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This Just In: "Autodreamographical Tales"

Members of the Bang on a Can All-Stars are superimposed over a neutral gray background; elements of the album cover of Terry Riley's Autodreamographical Tales are scattered throughout, including a doodle of a person with a dog's head, an octopus, and other stray psychedelic imagery, as well as the title of the album, portrayed in a hand-written, comic book-like style.
Photos and album cover courtesy of Cantaloupe Music. Graphical treatment our own.
Bang on a Can All-Stars

Part dream diary, part chamber piece, and 100% psychedelic fever dream, minimalist maverick Terry Riley's Autodreamographical Tales bursts into life with the flexible and frenetic Bang On A Can All-Stars.

In 1964, American composer Terry Riley broke onto the classical scene with his mesmerizing and arresting minimal masterpiece In C, premiered by fellow esteemed composers and musicians Steve Reich, Pauline Oliveros, Jon Gibson, and Morton Subotnick. The work has become a hallmark of the minimalist movement in music, and is praised for its modular construction, as well as its indeterminate compositional structure and melodic nature. Since then, it has been performed by many instrumental forces in a variety of ways, including a recent treatment for looped solo cello by Maya Beiser.

But that was composed in 1964. Today, at age 89, Riley is still as busy as he’s ever been, performing, teaching, and composing in a variety of genres and formats. Not one to be easily categorized, Riley’s music is informed by an eclectic mix of Indian classical music, jazz performance practice, and the classical avant-garde, with improvisation, psychedelia, and repeated musical fragments frequently recurring in his music.

And in 2022, in collaboration with the composer, the widely acclaimed contemporary ensemble extraordinaire Bang On A Can All-Stars brought an exceptional synthesis of Riley’s aesthetic and life’s work together in Autodreamographical Tales.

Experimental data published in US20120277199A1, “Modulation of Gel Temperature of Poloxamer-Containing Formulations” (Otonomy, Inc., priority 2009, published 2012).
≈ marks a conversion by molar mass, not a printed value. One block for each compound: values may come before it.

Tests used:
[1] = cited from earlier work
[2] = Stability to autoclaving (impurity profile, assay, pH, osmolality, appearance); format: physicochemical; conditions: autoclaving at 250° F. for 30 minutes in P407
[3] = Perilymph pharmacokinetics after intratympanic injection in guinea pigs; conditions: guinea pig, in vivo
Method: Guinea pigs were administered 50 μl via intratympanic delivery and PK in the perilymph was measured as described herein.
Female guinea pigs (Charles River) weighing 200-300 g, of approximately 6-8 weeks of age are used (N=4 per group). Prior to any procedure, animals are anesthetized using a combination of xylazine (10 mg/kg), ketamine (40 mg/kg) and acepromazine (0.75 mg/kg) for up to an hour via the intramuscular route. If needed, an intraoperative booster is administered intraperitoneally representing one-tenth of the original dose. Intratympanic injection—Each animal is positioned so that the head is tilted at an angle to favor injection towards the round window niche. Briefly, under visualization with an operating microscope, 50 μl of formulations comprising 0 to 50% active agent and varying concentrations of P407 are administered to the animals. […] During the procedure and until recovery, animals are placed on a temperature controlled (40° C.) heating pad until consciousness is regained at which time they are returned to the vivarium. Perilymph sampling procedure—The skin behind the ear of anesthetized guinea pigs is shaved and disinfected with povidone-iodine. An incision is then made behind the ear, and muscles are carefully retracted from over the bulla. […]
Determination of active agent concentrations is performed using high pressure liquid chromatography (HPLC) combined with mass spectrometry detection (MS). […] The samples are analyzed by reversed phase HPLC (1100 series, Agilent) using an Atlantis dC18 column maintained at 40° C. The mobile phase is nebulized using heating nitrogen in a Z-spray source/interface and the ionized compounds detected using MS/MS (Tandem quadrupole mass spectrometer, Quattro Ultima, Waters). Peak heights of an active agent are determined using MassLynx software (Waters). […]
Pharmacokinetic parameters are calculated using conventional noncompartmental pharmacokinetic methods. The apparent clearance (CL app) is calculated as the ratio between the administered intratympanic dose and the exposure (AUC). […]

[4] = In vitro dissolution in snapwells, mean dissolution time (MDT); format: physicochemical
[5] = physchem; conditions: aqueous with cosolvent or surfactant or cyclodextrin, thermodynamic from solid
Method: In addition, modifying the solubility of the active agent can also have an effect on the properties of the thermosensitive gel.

Part dream diary, part chamber piece, and 100% psychedelic fever dream, Autodreamographical Tales is a semi-coherent exploration of the subconscious, sometimes sung and sometimes spoken by Riley to his own text with the All-Stars as his backing band. Musically, the album spans a wide variety of styles and genres; at times, conventionally classical (for Riley, at least), like in moments of Zucchini, a song about a dream in which a piece he didn’t write is rehearsed and performed by an orchestra:

Zucchini excerpt

And at other times, the music is funkier than can be, like in Black Woman:

Black Woman excerpt

And sometimes, just plain goofy, like in The Miracle:

The Miracle excerpt

One could be forgiven for thinking that Riley is just throwing a bunch of musical ideas into a pot and seeing what comes out on the other side. On the contrary, Riley effectively and concisely combines disparate musical elements into an engaging and compelling narrative experience, deftly manipulating orchestration, harmony, and musical gesture in tandem with the development of these nonsensical tales. Even when we frankly have no idea what he’s talking about, where dreamlike narrative logic dissolves, a coherent musical logic stands on its own, making this recording all the more interesting for it.

William Peacock is a Lead Music Programmer for WCRB.